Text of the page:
Multi–stemmed scrambler or sub–shrub, 0.2–1.0 m tall. Branches spreading to decumbent. Bark on old branches dark grey, smooth, young stems reddish brown to purplish brown. Leaves erect to spreading, olive green; lamina sheath 2.5–6.0 × 2.2–4.0 mm, tapering to truncate and margin membranous, ciliate; lamina 14.0–27.0 × 0.5–1.0 mm, linear, adaxial surface flat, occasionally minutely scabrous with a tuft of scabrid hairs at the base; margins serrulate with 70–110 teeth per 10 mm; apex keeled, triquetrous. Inflorescence a solitary terminal, sessile flower on shortened lateral branchlets (these shorter than leaves); inflorescence bract equaling flower, 4.0–4.5 × 1.5–2.0 mm, light to dark green, ovate–lanceolate, adaxial surface pubescent at apex; margin ciliate; apex obtuse to acute; flower bracts over-topping flowers, 5.0–5.5 × 2.0–2.5 mm, ovate–lanceolate to ovate, surfaces glabrous with a tuft of scabrid hairs at base of adaxial surface; margins prominently white and ciliate; apices acute to slightly obtuse. Sepals 4.0–5.5 × 1–2 mm, ovate to triangular, equaling corolla tube, glabrous with the top half of the abaxial surface pubescent; margins ciliate; apices acute. Corolla white to light pink; corolla tube 3.5–5.0 × 2.0–2.2 mm, cylindrical; corolla lobes reflexed, 1.6–3.0 × 1.3–2.2 mm, ovate–triangular, shorter than corolla tube, apices inflexed, acute; adaxial surface papillate. Stamens inserted on corolla tube in the upper third, filaments 0.5–0.7 mm long; anthers included, 0.7–0.9 mm long, oblong, light yellow. Ovary 0.7–1.2 × 0.6–1.0 mm, obovate, apex truncate; nectary scales rectangular, 0.8–1.5 × 0.6–0.7 mm, apices retuse; style included, 1.0–1.2 mm long, glabrous; stigma five–lobed. Fruit 3.5–4.0 × 2.8–3.0 mm, light brown, obovoid, apex round to slightly truncate, glabrous. Seeds 0.95–1.0 mm long, yellowish brown, ovoid, testa slightly reticulate.
Dracophyllum palustre is recognised by the long, slender, sparingly leafy stems; leaves which are 14–27 × 0.5–1.0 mm, and whose apices are bluntly pointed while the shoulders of the lamina sheaths are rounded and ciliate; by the solitary flowers borne on the lateral branches; broad flower bracts with very wide pale margins and corolla tubes ranging from 3.5–5.0 mm long with acute lobes. Dracophyllum palustre is most similar to D. rosmarinifolium in that both species have solitary flowers and narrow short leaves, but it differs in the slender, strict, sparingly leafy habit, and small leaves while the small flowers are arranged on short peduncles. It is even more similar to the North Island endemic D. subulatum from which it differs in the absence of juvenile leaves, flowers which are solitary not arranged in spikes with the inflorescence bract equaling the flower and having a ciliate not serrulate margin. The sepal is longer (4.0–5.5 cf. 2.6–3.2 mm) with the top half of the abaxial surface pubescent. The corolla tube is also much larger (3.5–5.0 × 2.0–2.2 cf. 1.8–2.0 × 1.0–1.2 mm) with larger nectary scales (0.8–1.5 × 0.6–0.7 cf. 0.4–0.5 × 0.3–0.5 mm) and fruit (3.5–4.0 × 2.8–3.0 cf. 2.9–3.0 × 1.7–1.8 mm).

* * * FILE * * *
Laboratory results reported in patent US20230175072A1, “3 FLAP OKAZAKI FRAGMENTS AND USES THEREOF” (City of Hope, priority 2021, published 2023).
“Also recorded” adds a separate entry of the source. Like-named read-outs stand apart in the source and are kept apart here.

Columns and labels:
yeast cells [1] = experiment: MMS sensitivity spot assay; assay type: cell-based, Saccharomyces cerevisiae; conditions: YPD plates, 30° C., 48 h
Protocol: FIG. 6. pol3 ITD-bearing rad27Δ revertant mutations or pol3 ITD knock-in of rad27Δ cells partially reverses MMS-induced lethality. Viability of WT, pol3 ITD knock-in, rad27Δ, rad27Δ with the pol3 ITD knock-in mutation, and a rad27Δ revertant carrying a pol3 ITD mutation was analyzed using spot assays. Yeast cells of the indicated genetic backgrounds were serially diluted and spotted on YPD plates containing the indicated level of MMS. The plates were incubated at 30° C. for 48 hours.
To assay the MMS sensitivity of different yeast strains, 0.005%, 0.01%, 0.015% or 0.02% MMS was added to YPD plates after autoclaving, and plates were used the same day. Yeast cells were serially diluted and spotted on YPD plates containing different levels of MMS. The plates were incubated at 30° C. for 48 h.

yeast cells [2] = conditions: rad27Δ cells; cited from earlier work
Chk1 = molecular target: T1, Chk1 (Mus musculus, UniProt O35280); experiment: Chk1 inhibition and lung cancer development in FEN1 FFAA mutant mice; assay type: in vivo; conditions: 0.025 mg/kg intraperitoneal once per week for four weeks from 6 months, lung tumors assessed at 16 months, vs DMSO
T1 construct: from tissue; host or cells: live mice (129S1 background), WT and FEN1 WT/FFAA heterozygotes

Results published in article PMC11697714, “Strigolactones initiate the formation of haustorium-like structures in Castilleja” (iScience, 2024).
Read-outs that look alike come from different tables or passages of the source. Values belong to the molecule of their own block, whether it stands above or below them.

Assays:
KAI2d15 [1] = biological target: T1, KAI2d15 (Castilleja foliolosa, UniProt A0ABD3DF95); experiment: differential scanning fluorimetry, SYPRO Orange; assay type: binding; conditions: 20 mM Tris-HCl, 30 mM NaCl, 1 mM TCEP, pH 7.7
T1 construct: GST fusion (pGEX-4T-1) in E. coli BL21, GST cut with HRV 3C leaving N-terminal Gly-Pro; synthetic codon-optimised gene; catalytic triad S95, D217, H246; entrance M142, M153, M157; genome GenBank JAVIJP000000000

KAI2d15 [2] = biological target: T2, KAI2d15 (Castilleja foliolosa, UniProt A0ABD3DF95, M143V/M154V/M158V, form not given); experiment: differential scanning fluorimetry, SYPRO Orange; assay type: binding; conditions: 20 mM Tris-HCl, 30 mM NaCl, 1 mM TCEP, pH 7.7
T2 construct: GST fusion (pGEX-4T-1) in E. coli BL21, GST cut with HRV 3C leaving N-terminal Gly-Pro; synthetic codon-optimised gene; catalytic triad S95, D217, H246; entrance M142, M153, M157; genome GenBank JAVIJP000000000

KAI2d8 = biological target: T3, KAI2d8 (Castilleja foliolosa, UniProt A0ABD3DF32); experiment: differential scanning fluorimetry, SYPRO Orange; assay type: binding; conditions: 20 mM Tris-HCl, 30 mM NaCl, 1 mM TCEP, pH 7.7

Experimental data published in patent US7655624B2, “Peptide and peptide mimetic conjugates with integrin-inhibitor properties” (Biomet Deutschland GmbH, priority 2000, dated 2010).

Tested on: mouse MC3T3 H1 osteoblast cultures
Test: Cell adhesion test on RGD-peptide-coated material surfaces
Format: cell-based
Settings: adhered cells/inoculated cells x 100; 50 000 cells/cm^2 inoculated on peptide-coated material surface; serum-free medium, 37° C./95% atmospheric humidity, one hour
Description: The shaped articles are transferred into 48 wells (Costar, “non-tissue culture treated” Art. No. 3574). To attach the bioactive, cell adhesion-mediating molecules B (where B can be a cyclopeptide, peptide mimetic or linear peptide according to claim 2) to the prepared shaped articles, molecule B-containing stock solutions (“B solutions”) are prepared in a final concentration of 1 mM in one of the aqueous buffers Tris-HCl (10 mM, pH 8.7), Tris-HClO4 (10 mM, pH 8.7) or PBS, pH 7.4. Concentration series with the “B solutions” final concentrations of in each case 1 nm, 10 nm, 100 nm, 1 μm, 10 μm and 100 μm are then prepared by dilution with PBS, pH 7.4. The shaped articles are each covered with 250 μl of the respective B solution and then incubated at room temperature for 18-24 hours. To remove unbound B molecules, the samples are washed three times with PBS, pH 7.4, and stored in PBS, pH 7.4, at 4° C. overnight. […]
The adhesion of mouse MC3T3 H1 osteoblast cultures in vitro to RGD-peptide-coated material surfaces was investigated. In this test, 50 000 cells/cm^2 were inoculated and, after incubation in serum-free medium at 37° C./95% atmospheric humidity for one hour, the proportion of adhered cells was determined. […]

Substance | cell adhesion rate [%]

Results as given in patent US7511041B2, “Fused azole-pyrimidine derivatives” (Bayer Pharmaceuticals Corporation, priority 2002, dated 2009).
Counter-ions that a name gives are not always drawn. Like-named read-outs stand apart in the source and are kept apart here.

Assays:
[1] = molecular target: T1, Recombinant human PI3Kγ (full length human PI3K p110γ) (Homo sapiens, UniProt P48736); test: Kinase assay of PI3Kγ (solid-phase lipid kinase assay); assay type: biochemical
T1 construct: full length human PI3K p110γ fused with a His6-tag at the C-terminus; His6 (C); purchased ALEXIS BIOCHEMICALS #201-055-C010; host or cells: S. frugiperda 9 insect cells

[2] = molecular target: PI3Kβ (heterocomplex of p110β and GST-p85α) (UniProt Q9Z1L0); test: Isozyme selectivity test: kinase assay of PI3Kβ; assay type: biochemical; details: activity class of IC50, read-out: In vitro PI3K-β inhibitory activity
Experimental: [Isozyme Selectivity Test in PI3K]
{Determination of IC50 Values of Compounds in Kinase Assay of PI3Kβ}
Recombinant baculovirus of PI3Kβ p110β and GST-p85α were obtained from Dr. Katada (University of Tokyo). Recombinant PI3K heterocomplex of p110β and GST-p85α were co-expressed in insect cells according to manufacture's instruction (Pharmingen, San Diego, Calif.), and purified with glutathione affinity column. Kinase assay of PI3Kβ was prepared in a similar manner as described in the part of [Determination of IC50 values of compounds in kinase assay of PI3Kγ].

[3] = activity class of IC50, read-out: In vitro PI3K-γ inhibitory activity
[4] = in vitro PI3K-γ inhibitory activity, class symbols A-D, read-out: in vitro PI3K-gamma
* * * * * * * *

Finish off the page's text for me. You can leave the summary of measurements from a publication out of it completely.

October – July
December - September
Minute seeds are wind dispersed (Thorsen et al., 2009).
Difficult - should not be removed from the wild
dracophyllum: Dragon leaf, from its likeness to the dragon tree of the Canary Islands
palustre: From the Latin palus ‘swamp’, meaning growing in swamps
Where To Buy
Not commercially available
Fact sheet prepared for NZPCN by P.J. de Lange (16 April 2012). Description adapted from Venter (2009)
References and further reading
Venter, S. 2009: A taxonomic revision of the genus Dracophyllum Labill. (Ericaceae). Unpublished Phd Thesis, Victoria University of Wellington, Wellington.
Thorsen, M. J.; Dickinson, K. J. M.; Seddon, P. J. 2009. Seed dispersal systems in the New Zealand flora. Perspectives in Plant Ecology, Evolution and Systematics 11: 285-309
NZPCN Fact Sheet citation
Please cite as: de Lange, P.J. (Year at time of access): Dracophyllum palustre Fact Sheet (content continuously updated). New Zealand Plant Conservation Network. https://www.nzpcn.org.nz/flora/species/dracophyllum-palustre/ (Date website was queried)